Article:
To 18b or Not to 18b
Definitely not, says Michele Quinn, director of downtown art gallery Godt-Cleary Projects. "I think that from any basic business and marketing perspective, I think it's a really bad idea," she says of the rebranding of the downtown Arts District (now officially known as "18b The Las Vegas Arts District"). The name, which was developed by a committee of members of the local chapter of the American Institute of Graphic Artists and supported by a $25,000 grant from the National Endowment for the Arts, refers to the original 18 blocks designated as the Arts District. Signs and other promotional materials touting the name change have been popping up in the last month, but Quinn doesn't think that they'll have much of an effect. "18b doesn't tell me anything. It's not like I'm going to reference it. I tell people we're in the Arts District. It seems silly."
"Yet for all its glitz and glamour, Las Vegas is also a solidly Middle American destination where couples from Scranton and Des Moines flock for a wild and crazy weekend wearing clothes that would get them thrown out of the PTA back home. It has museums featuring everything from Matisse to M&M's, and in the midst of the ephemera, a smattering of handsome and very permanent-looking civic buildings, including a stunning new federal courthouse with an oversize organized-crime division. And surrounding it all is a harshly beautiful desert landscape with its share of bleached bones but from which you can also marvel at the surreal light show known as the Strip and the cracked vision of its gangster founder Bugsy Siegel."
Hand slaps and chest bumps to David Dillon of the Buffalo News for eschewing the easy way out and presenting Vegas as it is: a living, breathing, malfunctioning city. Double D even highlights nine sites that "capture or compliment the look and the life of Las Vegas": the Atomic Testing, Liberace and Neon Museums, Fremont Street Experience, Golden Gate hotel, Grand Canal at the Venetian, Hoover Dam, Lake Las Vegas and Red Rock Canyon.
What Happens In and Out of the Saddle, You Can Read in a Book
"In Fried Twinkies, Buckle Bunnies and Bull Riders: A Year Inside the Professional Bull Riders Tour, (author Josh) Peter follows last year's tour to offer a rare inside look at the world of bull riding, introducing the major players—the stars of the PBR, the fans, the groupies and some very angry bulls; and exposing the realities of life on the road—the camaraderie and competition, the drinking, the injuries, the prayers and the loneliness of being away from home. Political infighting, a feared rider rebellion, and a white-knuckle finish all add to the high drama in this riveting tale of man versus beast."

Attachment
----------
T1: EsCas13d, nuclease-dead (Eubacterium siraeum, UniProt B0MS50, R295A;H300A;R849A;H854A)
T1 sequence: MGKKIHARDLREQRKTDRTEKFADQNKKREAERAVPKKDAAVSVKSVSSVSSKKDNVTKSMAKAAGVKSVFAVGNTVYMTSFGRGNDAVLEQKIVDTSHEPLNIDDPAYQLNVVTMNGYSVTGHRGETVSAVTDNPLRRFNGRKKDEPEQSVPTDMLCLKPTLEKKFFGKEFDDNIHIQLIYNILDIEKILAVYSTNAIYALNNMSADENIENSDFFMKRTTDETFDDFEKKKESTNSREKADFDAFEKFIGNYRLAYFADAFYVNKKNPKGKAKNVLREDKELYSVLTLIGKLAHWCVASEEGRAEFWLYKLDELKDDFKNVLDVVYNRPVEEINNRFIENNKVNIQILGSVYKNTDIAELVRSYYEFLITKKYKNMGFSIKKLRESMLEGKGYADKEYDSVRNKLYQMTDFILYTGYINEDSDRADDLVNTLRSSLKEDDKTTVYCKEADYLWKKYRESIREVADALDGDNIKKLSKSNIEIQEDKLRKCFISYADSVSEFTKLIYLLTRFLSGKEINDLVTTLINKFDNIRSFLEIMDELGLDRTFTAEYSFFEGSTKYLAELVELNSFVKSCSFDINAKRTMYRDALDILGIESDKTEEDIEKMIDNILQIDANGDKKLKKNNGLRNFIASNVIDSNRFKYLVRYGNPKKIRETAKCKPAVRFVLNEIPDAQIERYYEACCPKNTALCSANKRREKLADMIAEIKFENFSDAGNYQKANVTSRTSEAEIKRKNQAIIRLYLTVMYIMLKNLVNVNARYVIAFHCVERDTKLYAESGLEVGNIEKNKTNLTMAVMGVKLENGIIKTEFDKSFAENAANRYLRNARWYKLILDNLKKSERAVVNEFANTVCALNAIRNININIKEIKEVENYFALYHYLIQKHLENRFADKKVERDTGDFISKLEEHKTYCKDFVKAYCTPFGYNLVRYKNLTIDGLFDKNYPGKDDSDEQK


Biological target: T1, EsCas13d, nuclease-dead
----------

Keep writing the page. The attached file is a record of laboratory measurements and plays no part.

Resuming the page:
It's Wayne's World!
At Vegoose, when Wayne Coyne of the Flaming Lips made the entire audience sing along on "Bohemian Rhapsody," did anyone else remember the movie with that other Wayne?
What Else You Got, Anthony?
Last weekend at a Vegas auction, collector Anthony Pugliese paid $118,000 for the white suit John Lennon wore for the cover of Abbey Road, and another $32,000 for a jacket Lennon wore in Imagine. So we wondered what else this Florida real-estate developer drops his cash on, and here's what we found: In 1991 he bought the .38-caliber Colt Special that Jack Ruby used to shoot Lee Harvey Oswald on live TV; he paid $75,000 and it is now valued at about $7 million. In 1986 Pugliese bought the silver birch Aston Martin DB5 that Sean Connery made famous in Goldfinger. In 1997 the car was stolen from the Boca Raton airplane hanger where it was kept, and Pugliese's insurer paid him $4.2 million for it. Makes his real-estate deals seem like the hobby, huh? (Note that the car owned by the Pope, not a movie character or a rock star, went to another investor at the Vegas auction for only $690,000. It was a Ford Escort.)
The One-Minute Goodbye Critic: We Will Rock You No More
As one who has sat been forced to sit through We Will Rock You twice since its debut last year, it comes as no surprise to me that the show's producers have announced that the "blockbuster production" has only four weeks to go at Paris Las Vegas before it is run out of town for good. The show, which originally ran for an eternity, was mercifully cut down to 90 minutes, but apparently the change came too little, too late. The live band that performed the music of Queen was brilliant. But the rest: belly-flop.